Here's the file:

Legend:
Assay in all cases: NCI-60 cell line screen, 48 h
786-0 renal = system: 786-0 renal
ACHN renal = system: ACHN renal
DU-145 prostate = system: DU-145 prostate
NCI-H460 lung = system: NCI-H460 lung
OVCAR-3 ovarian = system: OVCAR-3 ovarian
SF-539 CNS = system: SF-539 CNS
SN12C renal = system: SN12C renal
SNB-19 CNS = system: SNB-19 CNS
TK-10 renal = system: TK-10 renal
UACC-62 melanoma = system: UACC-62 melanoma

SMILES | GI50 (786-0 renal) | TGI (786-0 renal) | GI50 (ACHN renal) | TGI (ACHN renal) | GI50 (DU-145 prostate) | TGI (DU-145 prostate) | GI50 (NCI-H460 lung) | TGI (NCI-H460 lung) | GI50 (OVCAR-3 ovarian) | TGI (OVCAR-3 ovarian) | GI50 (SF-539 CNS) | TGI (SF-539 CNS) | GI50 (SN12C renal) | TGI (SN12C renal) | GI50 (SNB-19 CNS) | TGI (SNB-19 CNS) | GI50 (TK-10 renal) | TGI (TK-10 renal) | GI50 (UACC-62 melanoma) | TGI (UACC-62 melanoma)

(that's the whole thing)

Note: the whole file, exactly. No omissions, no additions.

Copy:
Legend:
Assay in all cases: NCI-60 cell line screen, 48 h
786-0 renal = system: 786-0 renal
ACHN renal = system: ACHN renal
DU-145 prostate = system: DU-145 prostate
NCI-H460 lung = system: NCI-H460 lung
OVCAR-3 ovarian = system: OVCAR-3 ovarian
SF-539 CNS = system: SF-539 CNS
SN12C renal = system: SN12C renal
SNB-19 CNS = system: SNB-19 CNS
TK-10 renal = system: TK-10 renal
UACC-62 melanoma = system: UACC-62 melanoma

SMILES | GI50 (786-0 renal) | TGI (786-0 renal) | GI50 (ACHN renal) | TGI (ACHN renal) | GI50 (DU-145 prostate) | TGI (DU-145 prostate) | GI50 (NCI-H460 lung) | TGI (NCI-H460 lung) | GI50 (OVCAR-3 ovarian) | TGI (OVCAR-3 ovarian) | GI50 (SF-539 CNS) | TGI (SF-539 CNS) | GI50 (SN12C renal) | TGI (SN12C renal) | GI50 (SNB-19 CNS) | TGI (SNB-19 CNS) | GI50 (TK-10 renal) | TGI (TK-10 renal) | GI50 (UACC-62 melanoma) | TGI (UACC-62 melanoma)